Safety and health professionals in a wide variety of industries use a hierarchy of controls to mitigate workplace hazards. It begins with a culture of safety. Next come engineering controls and technical solutions, followed by proper work practices. But accidents can still happen. When they do, PPE becomes the worker’s last line of defense.

In the lab setting, PPE can include safety glasses or goggles, breathing masks, gloves, lab coats and beyond. To determine the proper PPE for the job, safety professionals must assess the hazards present in their particular lab, as required by OSHA 1910.132, the standard on general protective equipment requirements.

Fire hazards

For protection against fire hazards, such as arc flash and flash fire, lab workers turn to flame-resistant (FR) lab coats. Unlike non-FR garments, FR clothing self-extinguishes when exposed to short-term thermal hazards. By not igniting and continuing to burn, FR clothing can provides wearers with escape time. Nomex IIIA is a fabric, woven from inherently FR fiber, which is commonly used in FR lab coats due to its lightweight feel and ability to resist degradation from chemical contact.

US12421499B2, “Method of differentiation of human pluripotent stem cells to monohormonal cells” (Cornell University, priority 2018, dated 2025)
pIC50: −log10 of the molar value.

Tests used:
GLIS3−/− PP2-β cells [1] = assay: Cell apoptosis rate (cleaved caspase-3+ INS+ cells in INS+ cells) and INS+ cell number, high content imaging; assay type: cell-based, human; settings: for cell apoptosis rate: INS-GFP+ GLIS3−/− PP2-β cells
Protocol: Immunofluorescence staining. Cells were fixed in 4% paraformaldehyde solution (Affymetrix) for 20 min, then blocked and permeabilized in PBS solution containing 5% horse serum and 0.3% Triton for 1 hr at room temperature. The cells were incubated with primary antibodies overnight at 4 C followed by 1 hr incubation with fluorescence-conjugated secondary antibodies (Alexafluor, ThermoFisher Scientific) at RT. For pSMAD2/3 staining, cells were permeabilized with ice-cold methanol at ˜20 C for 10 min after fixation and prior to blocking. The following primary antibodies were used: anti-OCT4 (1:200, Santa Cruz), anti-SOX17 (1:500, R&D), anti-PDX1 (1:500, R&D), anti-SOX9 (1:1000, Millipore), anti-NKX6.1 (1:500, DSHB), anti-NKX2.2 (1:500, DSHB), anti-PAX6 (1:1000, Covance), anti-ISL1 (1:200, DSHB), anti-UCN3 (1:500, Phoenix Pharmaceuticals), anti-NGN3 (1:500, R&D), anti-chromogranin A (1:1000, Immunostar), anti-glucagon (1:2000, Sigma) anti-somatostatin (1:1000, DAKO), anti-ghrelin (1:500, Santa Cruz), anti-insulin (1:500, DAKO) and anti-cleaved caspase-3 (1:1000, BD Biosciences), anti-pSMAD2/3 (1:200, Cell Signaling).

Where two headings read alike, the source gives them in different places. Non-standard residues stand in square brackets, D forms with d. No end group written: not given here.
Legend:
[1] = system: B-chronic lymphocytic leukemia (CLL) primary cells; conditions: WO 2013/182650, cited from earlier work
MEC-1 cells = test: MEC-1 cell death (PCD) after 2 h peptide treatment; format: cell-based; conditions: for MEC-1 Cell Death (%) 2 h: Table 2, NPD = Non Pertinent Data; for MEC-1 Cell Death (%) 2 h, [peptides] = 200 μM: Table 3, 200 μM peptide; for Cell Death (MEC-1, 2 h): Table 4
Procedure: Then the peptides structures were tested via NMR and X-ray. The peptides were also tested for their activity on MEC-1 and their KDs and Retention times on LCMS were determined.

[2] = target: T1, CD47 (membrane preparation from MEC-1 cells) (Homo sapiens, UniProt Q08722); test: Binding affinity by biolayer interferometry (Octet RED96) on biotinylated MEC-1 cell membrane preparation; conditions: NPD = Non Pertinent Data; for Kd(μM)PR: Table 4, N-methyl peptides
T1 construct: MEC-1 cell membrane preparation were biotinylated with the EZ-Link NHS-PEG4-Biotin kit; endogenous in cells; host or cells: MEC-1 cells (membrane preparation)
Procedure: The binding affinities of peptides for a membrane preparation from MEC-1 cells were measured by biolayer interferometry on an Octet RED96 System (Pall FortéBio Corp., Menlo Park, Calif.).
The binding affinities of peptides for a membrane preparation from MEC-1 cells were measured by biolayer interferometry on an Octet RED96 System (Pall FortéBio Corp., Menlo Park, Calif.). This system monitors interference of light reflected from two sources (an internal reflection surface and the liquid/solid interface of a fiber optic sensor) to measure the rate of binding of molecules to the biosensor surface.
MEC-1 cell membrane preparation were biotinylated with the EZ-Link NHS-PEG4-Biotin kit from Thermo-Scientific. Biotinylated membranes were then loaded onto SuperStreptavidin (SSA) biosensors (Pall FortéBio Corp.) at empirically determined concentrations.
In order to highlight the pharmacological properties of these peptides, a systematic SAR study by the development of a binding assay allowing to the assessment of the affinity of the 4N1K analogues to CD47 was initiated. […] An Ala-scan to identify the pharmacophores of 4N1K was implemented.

Another major concern in labs: chemical splashes. Many common liquid chemicals, such as sulfuric acid and hydrochloric acid, can cause serious bodily injury when spilled or splashed. For protection, lab workers have long turned to chemical-resistant aprons. Aprons help to prevent chemicals from penetrating clothing worn underneath, adding an extra layer of safety against corrosive materials.

Modern protection

In the past, lab workers facing thermal and small chemical-splash hazards would need to wear two sets of protection — a chemical-resistant apron over an FR lab coat— to provide protection. This makes for a relatively uncomfortable outfit that restricts a wearer’s range of motion and offers poor breathability — resulting in lab workers not always complying with its use.

New safety garments combine FR protection with chemical-splash protection, which prevents injuries from inadvertent liquid chemical splashes.

When it comes to laboratory safety, a number of things must be implemented to ensure workers stay safe. As important as a safety culture, proper work practices, and engineering controls and technical solutions are in preventing potential accidents, the proper PPE is also an essential component. Laboratory professionals must be aware of the hazards present — combustible or flammable products, corrosive liquid chemicals, etc. —  and wear the proper protection for the job.